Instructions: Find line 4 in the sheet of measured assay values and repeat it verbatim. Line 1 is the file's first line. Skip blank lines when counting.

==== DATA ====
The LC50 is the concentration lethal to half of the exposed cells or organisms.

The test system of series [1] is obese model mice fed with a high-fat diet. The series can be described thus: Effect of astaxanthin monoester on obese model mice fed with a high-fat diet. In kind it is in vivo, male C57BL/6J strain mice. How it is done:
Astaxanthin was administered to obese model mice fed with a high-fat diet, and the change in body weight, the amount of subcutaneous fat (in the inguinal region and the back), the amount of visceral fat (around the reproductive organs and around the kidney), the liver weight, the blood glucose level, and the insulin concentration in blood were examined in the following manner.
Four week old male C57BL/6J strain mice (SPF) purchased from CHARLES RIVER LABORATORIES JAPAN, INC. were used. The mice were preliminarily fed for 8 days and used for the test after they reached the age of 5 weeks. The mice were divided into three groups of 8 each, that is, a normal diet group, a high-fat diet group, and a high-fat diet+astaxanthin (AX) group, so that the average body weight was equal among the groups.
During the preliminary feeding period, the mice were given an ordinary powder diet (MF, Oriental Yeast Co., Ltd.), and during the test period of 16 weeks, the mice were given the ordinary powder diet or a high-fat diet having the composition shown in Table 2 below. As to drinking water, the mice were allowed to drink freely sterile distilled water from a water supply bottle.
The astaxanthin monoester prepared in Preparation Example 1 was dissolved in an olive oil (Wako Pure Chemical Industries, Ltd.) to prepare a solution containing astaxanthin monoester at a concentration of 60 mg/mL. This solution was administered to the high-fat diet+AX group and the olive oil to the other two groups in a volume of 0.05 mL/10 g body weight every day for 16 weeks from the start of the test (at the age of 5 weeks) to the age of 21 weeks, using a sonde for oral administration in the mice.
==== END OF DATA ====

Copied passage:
Four week old male C57BL/6J strain mice (SPF) purchased from CHARLES RIVER LABORATORIES JAPAN, INC. were used. The mice were preliminarily fed for 8 days and used for the test after they reached the age of 5 weeks. The mice were divided into three groups of 8 each, that is, a normal diet group, a high-fat diet group, and a high-fat diet+astaxanthin (AX) group, so that the average body weight was equal among the groups.